Advantages of Franchising

Advantages of Franchising




The dominant advantages for most businesses wanting to go into into franchising are capital, speed of growth, motivated management, and risk reduction — but there are many others in addition.

1. Capital

The most shared obstacle to expansion faced by today’s small businesses is without of access to capital. already before the credit-tightening caused by the last recession, entrepreneurs often found that their growth goals surpassed their ability to fund them.

Franchising, as an different form of capital acquirement, offers some advantages. The dominant reason most entrepreneurs turn to franchising is that it allows them to expand without the danger of debt or the cost of equity. The franchisee provides all the capital required to open and function a unit which allows companies to grow using the resources of others. By using other people’s money, the franchisor can grow largely free of debt.

A franchisee is the one who invests funds to run the franchise, not the franchisor. consequently there is a much lower investment for a franchisor in building the business except the costs to start the franchise.

2. Motivated Management

Many entrepreneurs seeking to expand their business to another location requires hiring and training managers who can properly run the business. Managers are rarely vested in the business and can easily be recruited by the competition. In franchising, an owner is vested in the business due to the requirement to use capital to become a franchisee. These owners are more loyal to the business and consequently are more likely to keep.

Long-term commitment. Franchisees find it more difficult to walk away from a business in which they have invested a large amount of money and time.

Better-quality management. Unlike managers, franchisees are long term “managers” and they continue to learn about the business and are more likely to gain institutional knowledge that will make that person a better operator for many years into the future.

Improved operational quality. Franchisees typically take more pride in their ownership than managers. They will keep their locations cleaner and aim their employees better. They also have more concern about the clients they serve as they have a stake in the satisfaction of the client.

Innovation. Franchisees are more inclined to seek opportunities to enhance their business unlike managers.

Franchisees are usually more concerned about saving money by controlling expense.

3. Speed of Growth

For some entrepreneurs, franchising may be the only way to make certain that they capture a market leadership position before competitors infringe on their space, because the franchisee performs most of these responsibilities. Franchising not only allows the franchisor financial leverage, but also allows it to leverage human resources in addition. Franchising allows companies to compete with much larger businesses so they can saturate markets before these companies can respond.

4. Staffing Leverage

Franchising allows franchisors to function efficiently with a much leaner organization. Since franchisees will assume many of the responsibilities otherwise shouldered by the corporate home office, franchisors can leverage these efforts to reduce overall staffing.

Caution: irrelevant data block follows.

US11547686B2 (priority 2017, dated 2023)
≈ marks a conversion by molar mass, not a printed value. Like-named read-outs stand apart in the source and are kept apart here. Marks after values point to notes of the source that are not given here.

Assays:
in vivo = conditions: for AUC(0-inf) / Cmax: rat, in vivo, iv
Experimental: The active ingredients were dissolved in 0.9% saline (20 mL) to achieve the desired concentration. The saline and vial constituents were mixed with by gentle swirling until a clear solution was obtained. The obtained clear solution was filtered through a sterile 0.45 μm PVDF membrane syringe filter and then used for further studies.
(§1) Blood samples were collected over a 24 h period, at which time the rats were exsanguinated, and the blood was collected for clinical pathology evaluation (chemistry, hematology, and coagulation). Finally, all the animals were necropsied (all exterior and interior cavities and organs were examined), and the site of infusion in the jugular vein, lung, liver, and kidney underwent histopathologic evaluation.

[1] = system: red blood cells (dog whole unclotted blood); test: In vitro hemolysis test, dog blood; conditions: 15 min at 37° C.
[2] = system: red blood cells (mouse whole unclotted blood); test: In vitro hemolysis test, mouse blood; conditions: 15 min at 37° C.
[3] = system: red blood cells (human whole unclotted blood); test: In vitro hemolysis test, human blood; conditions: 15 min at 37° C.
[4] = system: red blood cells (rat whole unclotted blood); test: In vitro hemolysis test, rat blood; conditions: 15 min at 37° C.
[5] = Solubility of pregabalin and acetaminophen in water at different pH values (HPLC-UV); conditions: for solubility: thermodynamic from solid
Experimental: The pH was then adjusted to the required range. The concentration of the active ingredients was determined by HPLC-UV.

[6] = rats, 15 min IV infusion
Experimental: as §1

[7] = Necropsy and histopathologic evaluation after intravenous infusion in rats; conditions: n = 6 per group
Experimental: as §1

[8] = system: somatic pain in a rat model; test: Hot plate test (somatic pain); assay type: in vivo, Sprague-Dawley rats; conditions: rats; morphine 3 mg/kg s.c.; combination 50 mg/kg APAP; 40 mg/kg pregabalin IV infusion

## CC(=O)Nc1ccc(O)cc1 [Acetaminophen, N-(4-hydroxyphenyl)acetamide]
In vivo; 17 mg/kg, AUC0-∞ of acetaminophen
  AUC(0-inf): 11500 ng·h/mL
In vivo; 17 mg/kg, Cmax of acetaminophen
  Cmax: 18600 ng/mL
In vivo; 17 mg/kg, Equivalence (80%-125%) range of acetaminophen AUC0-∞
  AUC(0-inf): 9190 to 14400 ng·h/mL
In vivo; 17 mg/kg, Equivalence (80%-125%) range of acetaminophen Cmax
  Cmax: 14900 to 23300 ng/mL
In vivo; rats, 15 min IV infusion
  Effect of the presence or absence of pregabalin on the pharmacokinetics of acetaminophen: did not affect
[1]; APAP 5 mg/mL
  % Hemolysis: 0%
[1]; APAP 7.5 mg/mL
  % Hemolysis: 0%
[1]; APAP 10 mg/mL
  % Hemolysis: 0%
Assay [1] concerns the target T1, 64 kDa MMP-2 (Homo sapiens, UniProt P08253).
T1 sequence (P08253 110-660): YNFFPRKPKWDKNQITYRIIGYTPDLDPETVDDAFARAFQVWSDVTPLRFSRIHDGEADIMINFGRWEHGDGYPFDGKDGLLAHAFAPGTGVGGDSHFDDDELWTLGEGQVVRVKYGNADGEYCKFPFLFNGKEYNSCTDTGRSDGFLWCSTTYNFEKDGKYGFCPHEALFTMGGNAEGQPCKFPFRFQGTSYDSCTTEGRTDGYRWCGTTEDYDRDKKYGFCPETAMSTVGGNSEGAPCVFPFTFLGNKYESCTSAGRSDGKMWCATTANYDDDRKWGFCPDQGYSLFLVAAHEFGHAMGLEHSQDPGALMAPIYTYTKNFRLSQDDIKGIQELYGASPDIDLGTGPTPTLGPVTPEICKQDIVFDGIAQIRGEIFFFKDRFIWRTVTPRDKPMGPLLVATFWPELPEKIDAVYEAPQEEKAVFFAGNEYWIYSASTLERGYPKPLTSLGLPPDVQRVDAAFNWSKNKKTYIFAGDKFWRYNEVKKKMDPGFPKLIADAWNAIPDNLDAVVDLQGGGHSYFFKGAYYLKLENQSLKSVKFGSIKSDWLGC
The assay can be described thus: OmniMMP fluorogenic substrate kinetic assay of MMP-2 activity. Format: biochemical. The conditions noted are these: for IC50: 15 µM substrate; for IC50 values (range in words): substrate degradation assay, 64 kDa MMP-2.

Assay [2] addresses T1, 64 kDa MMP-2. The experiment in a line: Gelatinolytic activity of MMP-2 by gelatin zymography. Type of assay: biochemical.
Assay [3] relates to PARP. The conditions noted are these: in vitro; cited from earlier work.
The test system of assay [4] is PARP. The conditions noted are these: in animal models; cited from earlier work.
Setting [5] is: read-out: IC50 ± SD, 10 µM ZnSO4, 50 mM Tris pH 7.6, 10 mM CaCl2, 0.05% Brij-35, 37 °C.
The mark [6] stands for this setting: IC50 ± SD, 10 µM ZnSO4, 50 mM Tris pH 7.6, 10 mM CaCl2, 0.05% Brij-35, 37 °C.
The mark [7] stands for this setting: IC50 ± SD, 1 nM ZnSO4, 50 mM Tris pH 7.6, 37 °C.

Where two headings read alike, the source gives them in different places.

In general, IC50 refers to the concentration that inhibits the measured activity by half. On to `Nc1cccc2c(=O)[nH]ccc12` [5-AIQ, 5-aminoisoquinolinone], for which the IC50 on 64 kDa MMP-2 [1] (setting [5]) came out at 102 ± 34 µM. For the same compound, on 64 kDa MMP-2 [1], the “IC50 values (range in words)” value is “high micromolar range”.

5. Ease of Supervision

The franchisor is not responsible for the day-to-day management of the individual franchise units. At a micro level, this method that if a shift leader or crew member calls in sick in the middle of the night, they’re calling your franchisee — not you — to let them know. It’s the franchisee’s responsibility to find a substitute or cover their shift. If the franchisee chooses to pay salaries that aren’t in line with the marketplace, use their friends and relatives, or use money on unnecessary or frivolous purchases, it won’t impact you or your financial returns. By eliminating these responsibilities, franchising allows you to direct your efforts toward improving the big picture.

6. Increased Profitability

The staffing leverage and ease of supervision stated herein allows franchise organizations to run in a highly profitable manner. Since franchisors can depend on their franchisees to attempt site selection, lease negotiation, local marketing, hiring, training, accounting, payroll, and other human resources roles, the franchisor’s organization is typically much leaner. The net consequence is that a franchise organization can be more profitable.

7. Improved Valuations

The combination of faster growth, increased profitability, and increased organizational control helps explain the fact that franchisors are often valued at a higher multiple than other businesses. If you decide to sell your business, the fact that you’re a successful franchisor that has established a scalable growth form could certainly be an advantage.

8. Penetration of Secondary and Tertiary Markets

The capacity of franchisees to enhance unit-level financial execution has some serious implications. A typical franchisee will not only be able to generate higher revenues than a manager in a similar location but will also keep a closer eye on expenses. Generally a franchisee will have a different cost structure than you do as a franchisor; the franchisee can often function a unit more profitably already after accounting for the royalties paid to you.




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